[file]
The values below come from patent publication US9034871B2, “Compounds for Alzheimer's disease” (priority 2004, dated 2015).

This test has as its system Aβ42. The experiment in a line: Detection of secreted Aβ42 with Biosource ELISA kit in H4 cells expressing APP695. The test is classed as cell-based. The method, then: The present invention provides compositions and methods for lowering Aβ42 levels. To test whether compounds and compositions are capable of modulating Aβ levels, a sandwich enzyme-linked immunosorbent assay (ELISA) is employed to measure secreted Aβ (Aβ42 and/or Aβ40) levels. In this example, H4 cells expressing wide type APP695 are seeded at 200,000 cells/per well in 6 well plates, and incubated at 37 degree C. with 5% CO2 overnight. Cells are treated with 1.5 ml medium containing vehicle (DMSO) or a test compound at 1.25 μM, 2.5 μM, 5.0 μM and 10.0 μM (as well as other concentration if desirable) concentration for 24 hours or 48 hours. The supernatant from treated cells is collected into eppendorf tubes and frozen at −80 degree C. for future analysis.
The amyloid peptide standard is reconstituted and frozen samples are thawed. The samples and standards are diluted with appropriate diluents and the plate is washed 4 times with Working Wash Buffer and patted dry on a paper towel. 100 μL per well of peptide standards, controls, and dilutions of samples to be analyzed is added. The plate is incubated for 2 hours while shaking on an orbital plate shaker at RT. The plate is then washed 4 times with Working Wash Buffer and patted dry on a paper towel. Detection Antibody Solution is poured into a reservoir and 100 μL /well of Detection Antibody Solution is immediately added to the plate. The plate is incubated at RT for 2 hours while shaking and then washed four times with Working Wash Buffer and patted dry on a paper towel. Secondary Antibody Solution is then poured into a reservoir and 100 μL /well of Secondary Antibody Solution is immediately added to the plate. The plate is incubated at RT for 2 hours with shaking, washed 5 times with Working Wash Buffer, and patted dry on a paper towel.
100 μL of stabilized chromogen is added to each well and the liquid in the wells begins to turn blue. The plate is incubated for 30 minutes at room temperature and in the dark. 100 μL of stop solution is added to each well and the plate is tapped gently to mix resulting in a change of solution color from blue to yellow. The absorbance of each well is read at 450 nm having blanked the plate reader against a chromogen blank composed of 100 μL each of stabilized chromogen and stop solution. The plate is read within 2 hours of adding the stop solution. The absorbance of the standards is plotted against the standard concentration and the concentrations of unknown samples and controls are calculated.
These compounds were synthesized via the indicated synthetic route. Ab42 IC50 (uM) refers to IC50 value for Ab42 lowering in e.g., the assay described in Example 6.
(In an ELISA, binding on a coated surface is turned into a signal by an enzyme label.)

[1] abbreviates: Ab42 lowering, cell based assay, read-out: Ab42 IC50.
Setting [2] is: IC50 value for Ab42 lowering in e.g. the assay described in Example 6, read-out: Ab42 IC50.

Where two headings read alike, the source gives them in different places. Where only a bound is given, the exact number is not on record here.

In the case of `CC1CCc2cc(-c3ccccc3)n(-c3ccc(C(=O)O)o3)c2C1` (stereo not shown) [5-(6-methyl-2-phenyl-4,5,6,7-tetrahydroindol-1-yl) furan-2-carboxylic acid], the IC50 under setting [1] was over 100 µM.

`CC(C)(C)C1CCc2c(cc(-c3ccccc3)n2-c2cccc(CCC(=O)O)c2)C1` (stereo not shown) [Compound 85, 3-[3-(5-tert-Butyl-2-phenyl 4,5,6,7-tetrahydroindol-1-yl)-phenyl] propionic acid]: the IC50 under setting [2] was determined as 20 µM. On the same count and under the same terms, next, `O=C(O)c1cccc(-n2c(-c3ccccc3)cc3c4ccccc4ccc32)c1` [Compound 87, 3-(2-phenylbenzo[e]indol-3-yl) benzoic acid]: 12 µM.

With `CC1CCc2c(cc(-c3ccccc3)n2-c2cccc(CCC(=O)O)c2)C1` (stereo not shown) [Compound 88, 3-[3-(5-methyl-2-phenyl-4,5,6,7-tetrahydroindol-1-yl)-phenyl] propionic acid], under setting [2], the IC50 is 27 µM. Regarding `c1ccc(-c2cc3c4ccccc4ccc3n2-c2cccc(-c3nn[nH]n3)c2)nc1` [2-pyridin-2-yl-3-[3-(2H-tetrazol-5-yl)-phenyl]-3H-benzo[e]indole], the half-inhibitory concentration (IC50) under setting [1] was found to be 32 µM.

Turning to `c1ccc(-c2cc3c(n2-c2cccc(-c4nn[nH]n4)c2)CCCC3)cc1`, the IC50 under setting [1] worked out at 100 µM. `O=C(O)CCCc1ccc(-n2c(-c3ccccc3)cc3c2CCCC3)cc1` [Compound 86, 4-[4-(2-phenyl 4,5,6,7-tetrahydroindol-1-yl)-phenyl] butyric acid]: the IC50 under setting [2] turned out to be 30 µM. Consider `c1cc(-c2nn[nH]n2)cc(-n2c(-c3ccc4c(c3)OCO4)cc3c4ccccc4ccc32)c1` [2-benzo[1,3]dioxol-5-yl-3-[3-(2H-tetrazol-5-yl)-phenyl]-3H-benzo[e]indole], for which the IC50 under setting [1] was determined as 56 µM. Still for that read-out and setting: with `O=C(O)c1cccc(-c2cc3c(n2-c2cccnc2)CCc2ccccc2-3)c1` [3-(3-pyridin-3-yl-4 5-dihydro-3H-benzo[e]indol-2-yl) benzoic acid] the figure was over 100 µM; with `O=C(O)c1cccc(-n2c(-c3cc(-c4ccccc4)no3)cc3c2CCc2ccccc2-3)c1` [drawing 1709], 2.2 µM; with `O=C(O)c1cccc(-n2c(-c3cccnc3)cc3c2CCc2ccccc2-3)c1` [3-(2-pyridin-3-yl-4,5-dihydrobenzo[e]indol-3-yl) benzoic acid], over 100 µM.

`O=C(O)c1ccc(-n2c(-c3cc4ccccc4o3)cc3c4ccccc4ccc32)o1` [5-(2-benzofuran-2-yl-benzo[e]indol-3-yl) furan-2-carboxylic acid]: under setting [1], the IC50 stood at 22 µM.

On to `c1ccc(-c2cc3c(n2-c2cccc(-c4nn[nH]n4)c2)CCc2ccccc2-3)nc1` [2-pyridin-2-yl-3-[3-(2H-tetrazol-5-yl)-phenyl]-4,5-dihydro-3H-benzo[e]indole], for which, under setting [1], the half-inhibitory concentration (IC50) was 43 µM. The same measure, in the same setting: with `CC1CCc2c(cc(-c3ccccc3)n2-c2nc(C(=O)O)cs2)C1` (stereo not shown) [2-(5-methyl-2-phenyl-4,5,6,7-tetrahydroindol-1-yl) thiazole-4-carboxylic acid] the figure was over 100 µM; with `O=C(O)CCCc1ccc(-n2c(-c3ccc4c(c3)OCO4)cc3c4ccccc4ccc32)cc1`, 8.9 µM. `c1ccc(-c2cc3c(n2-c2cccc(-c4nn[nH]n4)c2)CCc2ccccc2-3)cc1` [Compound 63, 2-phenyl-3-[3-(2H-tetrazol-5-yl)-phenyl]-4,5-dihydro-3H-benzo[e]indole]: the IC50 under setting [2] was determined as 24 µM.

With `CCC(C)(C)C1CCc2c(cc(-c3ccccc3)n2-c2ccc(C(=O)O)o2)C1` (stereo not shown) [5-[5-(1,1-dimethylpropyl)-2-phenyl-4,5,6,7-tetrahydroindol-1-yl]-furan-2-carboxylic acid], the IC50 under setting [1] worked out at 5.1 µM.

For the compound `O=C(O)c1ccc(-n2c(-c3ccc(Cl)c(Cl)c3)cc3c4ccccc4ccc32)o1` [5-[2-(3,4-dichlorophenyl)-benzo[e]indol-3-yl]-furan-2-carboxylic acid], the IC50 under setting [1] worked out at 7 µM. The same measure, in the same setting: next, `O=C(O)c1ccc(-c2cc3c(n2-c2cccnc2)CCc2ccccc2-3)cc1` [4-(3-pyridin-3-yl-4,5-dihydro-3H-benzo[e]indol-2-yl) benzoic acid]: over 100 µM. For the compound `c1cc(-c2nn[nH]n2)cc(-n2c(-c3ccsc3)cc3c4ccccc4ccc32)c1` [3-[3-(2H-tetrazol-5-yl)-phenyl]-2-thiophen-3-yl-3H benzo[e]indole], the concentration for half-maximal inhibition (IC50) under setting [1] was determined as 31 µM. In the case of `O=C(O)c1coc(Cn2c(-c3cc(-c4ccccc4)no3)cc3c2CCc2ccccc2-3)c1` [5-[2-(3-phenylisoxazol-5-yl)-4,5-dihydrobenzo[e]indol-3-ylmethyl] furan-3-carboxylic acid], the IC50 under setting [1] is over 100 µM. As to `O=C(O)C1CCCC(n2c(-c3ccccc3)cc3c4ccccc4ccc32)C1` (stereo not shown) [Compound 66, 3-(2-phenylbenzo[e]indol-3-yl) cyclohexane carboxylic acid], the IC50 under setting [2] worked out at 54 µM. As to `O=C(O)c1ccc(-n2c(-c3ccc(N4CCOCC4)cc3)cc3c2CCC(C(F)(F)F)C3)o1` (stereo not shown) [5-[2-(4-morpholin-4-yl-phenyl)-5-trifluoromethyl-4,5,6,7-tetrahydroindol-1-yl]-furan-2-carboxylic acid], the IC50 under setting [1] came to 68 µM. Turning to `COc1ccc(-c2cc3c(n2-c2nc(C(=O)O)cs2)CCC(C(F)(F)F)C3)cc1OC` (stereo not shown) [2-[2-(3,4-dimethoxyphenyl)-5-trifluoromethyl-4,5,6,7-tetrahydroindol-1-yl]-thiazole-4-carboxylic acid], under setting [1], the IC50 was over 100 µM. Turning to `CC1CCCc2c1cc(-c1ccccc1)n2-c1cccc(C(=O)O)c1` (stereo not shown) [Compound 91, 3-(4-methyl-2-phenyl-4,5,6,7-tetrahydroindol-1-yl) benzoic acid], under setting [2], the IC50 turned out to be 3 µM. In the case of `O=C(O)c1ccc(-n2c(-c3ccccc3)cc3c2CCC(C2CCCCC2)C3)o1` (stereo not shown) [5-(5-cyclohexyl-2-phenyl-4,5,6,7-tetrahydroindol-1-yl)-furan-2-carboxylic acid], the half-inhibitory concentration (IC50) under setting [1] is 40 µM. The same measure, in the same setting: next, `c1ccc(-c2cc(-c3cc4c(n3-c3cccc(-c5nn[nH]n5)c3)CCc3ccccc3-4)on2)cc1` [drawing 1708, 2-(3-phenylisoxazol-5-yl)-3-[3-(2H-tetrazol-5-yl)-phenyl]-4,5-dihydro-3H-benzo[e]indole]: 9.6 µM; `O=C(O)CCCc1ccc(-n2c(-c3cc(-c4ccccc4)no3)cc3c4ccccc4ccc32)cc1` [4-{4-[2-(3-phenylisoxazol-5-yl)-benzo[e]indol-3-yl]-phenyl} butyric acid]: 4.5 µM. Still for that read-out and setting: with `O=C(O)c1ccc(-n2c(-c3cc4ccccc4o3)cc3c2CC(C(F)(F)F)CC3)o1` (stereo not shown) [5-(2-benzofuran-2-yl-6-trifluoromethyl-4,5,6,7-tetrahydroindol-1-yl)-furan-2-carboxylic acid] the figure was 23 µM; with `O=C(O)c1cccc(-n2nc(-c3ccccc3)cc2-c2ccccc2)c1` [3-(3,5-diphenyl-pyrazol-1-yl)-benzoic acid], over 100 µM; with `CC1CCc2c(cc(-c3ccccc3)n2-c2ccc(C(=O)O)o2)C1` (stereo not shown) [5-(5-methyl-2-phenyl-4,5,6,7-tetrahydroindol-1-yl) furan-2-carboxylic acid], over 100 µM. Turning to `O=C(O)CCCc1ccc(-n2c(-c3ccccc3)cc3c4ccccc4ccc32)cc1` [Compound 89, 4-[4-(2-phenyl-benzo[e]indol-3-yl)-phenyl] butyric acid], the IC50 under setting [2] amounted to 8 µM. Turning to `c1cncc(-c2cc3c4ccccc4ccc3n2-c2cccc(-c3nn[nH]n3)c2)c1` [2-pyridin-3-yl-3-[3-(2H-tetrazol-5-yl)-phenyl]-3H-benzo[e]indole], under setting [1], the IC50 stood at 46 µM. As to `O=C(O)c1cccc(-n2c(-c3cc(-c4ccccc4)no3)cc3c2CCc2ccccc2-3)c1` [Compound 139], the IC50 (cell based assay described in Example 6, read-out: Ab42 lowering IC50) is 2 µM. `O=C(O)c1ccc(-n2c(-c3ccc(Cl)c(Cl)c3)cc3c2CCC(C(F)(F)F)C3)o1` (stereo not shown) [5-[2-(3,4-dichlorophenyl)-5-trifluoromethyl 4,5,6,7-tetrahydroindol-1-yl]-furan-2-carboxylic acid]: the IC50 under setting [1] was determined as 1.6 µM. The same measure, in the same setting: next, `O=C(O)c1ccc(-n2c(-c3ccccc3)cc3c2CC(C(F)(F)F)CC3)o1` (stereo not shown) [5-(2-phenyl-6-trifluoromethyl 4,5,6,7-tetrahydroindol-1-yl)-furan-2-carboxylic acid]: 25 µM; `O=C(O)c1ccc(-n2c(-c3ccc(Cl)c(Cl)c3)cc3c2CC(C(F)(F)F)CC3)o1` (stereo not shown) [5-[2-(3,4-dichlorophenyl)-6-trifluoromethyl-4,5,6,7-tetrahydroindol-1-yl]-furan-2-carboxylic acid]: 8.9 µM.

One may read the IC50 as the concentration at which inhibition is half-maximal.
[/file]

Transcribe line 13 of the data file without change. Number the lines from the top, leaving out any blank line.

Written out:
Turning to `c1ccc(-c2cc3c(n2-c2cccc(-c4nn[nH]n4)c2)CCCC3)cc1`, the IC50 under setting [1] worked out at 100 µM. `O=C(O)CCCc1ccc(-n2c(-c3ccccc3)cc3c2CCCC3)cc1` [Compound 86, 4-[4-(2-phenyl 4,5,6,7-tetrahydroindol-1-yl)-phenyl] butyric acid]: the IC50 under setting [2] turned out to be 30 µM. Consider `c1cc(-c2nn[nH]n2)cc(-n2c(-c3ccc4c(c3)OCO4)cc3c4ccccc4ccc32)c1` [2-benzo[1,3]dioxol-5-yl-3-[3-(2H-tetrazol-5-yl)-phenyl]-3H-benzo[e]indole], for which the IC50 under setting [1] was determined as 56 µM. Still for that read-out and setting: with `O=C(O)c1cccc(-c2cc3c(n2-c2cccnc2)CCc2ccccc2-3)c1` [3-(3-pyridin-3-yl-4 5-dihydro-3H-benzo[e]indol-2-yl) benzoic acid] the figure was over 100 µM; with `O=C(O)c1cccc(-n2c(-c3cc(-c4ccccc4)no3)cc3c2CCc2ccccc2-3)c1` [drawing 1709], 2.2 µM; with `O=C(O)c1cccc(-n2c(-c3cccnc3)cc3c2CCc2ccccc2-3)c1` [3-(2-pyridin-3-yl-4,5-dihydrobenzo[e]indol-3-yl) benzoic acid], over 100 µM.